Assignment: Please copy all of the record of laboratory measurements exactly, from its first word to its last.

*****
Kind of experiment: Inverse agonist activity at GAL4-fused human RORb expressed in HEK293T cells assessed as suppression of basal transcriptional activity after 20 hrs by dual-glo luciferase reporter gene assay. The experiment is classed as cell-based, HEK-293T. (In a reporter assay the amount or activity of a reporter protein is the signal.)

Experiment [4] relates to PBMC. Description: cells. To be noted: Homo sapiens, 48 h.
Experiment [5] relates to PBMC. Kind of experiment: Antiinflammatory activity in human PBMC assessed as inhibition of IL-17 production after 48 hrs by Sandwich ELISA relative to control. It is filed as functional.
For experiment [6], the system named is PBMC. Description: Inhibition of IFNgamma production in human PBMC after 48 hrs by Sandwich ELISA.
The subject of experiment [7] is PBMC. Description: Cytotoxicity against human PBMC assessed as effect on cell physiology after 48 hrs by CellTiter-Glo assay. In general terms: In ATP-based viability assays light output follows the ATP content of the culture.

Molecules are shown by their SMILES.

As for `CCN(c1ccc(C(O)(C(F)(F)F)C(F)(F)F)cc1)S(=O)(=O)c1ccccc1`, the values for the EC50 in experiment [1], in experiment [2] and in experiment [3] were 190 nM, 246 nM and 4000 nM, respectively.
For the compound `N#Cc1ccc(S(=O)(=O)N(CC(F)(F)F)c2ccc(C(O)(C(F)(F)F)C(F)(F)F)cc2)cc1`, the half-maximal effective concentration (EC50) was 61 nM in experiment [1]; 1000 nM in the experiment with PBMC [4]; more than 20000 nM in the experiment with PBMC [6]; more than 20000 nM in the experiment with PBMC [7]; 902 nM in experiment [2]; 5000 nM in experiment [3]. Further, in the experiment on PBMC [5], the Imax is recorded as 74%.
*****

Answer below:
Kind of experiment: Inverse agonist activity at GAL4-fused human RORb expressed in HEK293T cells assessed as suppression of basal transcriptional activity after 20 hrs by dual-glo luciferase reporter gene assay. The experiment is classed as cell-based, HEK-293T. (In a reporter assay the amount or activity of a reporter protein is the signal.)

Experiment [4] relates to PBMC. Description: cells. To be noted: Homo sapiens, 48 h.
Experiment [5] relates to PBMC. Kind of experiment: Antiinflammatory activity in human PBMC assessed as inhibition of IL-17 production after 48 hrs by Sandwich ELISA relative to control. It is filed as functional.
For experiment [6], the system named is PBMC. Description: Inhibition of IFNgamma production in human PBMC after 48 hrs by Sandwich ELISA.
The subject of experiment [7] is PBMC. Description: Cytotoxicity against human PBMC assessed as effect on cell physiology after 48 hrs by CellTiter-Glo assay. In general terms: In ATP-based viability assays light output follows the ATP content of the culture.

Molecules are shown by their SMILES.

As for `CCN(c1ccc(C(O)(C(F)(F)F)C(F)(F)F)cc1)S(=O)(=O)c1ccccc1`, the values for the EC50 in experiment [1], in experiment [2] and in experiment [3] were 190 nM, 246 nM and 4000 nM, respectively.
For the compound `N#Cc1ccc(S(=O)(=O)N(CC(F)(F)F)c2ccc(C(O)(C(F)(F)F)C(F)(F)F)cc2)cc1`, the half-maximal effective concentration (EC50) was 61 nM in experiment [1]; 1000 nM in the experiment with PBMC [4]; more than 20000 nM in the experiment with PBMC [6]; more than 20000 nM in the experiment with PBMC [7]; 902 nM in experiment [2]; 5000 nM in experiment [3]. Further, in the experiment on PBMC [5], the Imax is recorded as 74%.